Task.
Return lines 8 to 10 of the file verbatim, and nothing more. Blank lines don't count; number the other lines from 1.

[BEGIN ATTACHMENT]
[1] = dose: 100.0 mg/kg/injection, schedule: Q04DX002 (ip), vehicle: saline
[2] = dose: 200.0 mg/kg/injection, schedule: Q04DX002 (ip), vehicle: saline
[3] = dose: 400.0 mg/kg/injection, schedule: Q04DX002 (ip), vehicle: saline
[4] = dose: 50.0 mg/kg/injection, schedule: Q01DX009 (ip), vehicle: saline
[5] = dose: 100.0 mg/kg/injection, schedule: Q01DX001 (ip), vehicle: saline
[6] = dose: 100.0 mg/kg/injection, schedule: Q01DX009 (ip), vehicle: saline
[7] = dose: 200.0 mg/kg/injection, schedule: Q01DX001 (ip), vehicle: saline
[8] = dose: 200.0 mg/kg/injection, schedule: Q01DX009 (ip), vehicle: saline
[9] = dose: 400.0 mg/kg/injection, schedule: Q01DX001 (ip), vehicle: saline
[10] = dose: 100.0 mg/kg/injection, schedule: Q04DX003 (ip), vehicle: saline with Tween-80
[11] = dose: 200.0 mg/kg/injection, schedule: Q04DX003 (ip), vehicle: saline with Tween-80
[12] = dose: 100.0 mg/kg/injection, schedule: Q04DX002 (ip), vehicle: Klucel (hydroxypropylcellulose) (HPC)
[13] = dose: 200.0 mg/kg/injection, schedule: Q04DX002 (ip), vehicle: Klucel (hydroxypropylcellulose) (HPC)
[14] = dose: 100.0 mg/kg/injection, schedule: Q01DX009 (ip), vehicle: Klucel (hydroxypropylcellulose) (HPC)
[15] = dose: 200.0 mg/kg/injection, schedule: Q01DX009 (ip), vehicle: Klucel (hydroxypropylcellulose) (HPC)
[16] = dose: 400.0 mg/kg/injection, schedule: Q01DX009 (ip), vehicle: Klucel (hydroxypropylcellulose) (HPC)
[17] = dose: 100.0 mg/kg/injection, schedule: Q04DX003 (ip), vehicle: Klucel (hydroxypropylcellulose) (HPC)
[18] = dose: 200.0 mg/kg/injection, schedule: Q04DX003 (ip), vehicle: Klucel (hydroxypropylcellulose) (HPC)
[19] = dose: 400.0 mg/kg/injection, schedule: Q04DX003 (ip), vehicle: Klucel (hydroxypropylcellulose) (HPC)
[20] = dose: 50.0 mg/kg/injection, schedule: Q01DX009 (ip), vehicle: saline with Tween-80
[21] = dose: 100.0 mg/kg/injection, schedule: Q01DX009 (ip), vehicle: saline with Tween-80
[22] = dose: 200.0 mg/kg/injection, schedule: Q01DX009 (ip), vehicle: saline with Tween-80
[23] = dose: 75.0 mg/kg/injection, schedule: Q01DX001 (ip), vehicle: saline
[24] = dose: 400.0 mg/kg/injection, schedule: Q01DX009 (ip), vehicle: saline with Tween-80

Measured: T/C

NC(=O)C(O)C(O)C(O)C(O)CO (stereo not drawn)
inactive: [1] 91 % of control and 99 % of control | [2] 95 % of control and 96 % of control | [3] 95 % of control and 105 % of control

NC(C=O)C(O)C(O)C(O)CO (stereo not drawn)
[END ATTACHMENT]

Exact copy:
[8] = dose: 200.0 mg/kg/injection, schedule: Q01DX009 (ip), vehicle: saline
[9] = dose: 400.0 mg/kg/injection, schedule: Q01DX001 (ip), vehicle: saline
[10] = dose: 100.0 mg/kg/injection, schedule: Q04DX003 (ip), vehicle: saline with Tween-80